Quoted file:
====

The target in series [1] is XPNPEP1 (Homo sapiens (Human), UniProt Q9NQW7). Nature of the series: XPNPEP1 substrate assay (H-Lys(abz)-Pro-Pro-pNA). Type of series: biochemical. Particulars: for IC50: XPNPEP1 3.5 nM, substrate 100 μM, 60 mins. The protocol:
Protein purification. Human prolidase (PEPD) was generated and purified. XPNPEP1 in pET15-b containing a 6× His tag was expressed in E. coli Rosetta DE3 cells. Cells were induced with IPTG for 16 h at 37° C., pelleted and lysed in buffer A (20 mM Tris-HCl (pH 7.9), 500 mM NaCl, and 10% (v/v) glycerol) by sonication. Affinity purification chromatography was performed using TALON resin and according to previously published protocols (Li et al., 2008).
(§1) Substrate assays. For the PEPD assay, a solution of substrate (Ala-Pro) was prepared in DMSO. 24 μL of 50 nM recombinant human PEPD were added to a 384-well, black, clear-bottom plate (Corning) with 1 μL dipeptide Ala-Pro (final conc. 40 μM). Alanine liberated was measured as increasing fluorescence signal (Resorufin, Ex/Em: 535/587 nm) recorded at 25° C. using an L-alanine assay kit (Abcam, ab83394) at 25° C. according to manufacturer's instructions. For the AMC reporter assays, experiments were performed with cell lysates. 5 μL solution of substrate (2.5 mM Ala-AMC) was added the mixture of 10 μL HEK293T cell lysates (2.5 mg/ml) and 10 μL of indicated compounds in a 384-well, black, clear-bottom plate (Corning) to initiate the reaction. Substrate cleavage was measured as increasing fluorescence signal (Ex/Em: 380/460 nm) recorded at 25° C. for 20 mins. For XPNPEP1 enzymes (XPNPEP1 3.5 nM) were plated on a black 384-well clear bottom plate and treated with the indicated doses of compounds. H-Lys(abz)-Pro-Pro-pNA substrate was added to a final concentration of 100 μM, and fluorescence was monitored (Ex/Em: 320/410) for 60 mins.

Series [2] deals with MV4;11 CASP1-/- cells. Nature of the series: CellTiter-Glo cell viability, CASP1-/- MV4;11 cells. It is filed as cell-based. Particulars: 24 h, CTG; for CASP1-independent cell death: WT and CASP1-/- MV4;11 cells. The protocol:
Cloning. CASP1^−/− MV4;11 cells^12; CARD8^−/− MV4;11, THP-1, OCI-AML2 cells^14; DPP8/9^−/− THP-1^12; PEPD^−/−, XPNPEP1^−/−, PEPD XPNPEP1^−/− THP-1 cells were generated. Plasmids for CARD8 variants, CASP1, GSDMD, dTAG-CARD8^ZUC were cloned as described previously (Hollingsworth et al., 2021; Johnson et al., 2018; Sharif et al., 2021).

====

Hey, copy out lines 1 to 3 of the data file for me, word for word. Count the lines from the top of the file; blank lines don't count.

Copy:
The target in series [1] is XPNPEP1 (Homo sapiens (Human), UniProt Q9NQW7). Nature of the series: XPNPEP1 substrate assay (H-Lys(abz)-Pro-Pro-pNA). Type of series: biochemical. Particulars: for IC50: XPNPEP1 3.5 nM, substrate 100 μM, 60 mins. The protocol:
Protein purification. Human prolidase (PEPD) was generated and purified. XPNPEP1 in pET15-b containing a 6× His tag was expressed in E. coli Rosetta DE3 cells. Cells were induced with IPTG for 16 h at 37° C., pelleted and lysed in buffer A (20 mM Tris-HCl (pH 7.9), 500 mM NaCl, and 10% (v/v) glycerol) by sonication. Affinity purification chromatography was performed using TALON resin and according to previously published protocols (Li et al., 2008).
(§1) Substrate assays. For the PEPD assay, a solution of substrate (Ala-Pro) was prepared in DMSO. 24 μL of 50 nM recombinant human PEPD were added to a 384-well, black, clear-bottom plate (Corning) with 1 μL dipeptide Ala-Pro (final conc. 40 μM). Alanine liberated was measured as increasing fluorescence signal (Resorufin, Ex/Em: 535/587 nm) recorded at 25° C. using an L-alanine assay kit (Abcam, ab83394) at 25° C. according to manufacturer's instructions. For the AMC reporter assays, experiments were performed with cell lysates. 5 μL solution of substrate (2.5 mM Ala-AMC) was added the mixture of 10 μL HEK293T cell lysates (2.5 mg/ml) and 10 μL of indicated compounds in a 384-well, black, clear-bottom plate (Corning) to initiate the reaction. Substrate cleavage was measured as increasing fluorescence signal (Ex/Em: 380/460 nm) recorded at 25° C. for 20 mins. For XPNPEP1 enzymes (XPNPEP1 3.5 nM) were plated on a black 384-well clear bottom plate and treated with the indicated doses of compounds. H-Lys(abz)-Pro-Pro-pNA substrate was added to a final concentration of 100 μM, and fluorescence was monitored (Ex/Em: 320/410) for 60 mins.